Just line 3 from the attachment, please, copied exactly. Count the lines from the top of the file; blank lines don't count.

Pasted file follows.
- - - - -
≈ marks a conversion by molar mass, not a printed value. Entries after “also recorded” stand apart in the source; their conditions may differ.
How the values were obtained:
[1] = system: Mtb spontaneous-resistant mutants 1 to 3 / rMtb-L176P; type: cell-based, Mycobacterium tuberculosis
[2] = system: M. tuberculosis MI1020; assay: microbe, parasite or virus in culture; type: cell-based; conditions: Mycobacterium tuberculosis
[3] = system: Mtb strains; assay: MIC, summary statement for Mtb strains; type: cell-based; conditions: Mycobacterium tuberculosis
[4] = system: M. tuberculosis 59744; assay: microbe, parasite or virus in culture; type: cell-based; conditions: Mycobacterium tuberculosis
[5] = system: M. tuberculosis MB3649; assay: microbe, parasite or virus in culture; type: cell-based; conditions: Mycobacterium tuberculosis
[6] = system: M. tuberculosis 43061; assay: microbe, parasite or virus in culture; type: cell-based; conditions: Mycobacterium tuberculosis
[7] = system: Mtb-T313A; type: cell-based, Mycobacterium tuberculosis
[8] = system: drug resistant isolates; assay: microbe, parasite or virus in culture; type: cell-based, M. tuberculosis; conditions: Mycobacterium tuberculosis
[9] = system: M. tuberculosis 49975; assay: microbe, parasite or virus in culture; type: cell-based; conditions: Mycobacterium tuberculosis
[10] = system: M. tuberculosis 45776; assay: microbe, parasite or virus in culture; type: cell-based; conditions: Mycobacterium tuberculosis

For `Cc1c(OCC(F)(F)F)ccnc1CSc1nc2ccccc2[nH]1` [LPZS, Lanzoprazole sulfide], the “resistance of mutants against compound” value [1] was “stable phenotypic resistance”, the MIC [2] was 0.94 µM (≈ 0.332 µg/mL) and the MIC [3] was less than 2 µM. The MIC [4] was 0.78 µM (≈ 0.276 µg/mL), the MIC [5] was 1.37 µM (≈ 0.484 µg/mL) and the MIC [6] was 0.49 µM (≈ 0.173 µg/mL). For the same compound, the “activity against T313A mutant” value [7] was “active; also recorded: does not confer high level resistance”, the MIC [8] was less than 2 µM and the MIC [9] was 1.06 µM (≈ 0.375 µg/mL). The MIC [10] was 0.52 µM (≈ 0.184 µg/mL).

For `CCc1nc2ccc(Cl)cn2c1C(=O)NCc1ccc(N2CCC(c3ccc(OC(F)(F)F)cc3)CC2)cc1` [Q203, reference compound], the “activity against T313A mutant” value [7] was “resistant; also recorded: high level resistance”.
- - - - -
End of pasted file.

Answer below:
[1] = system: Mtb spontaneous-resistant mutants 1 to 3 / rMtb-L176P; type: cell-based, Mycobacterium tuberculosis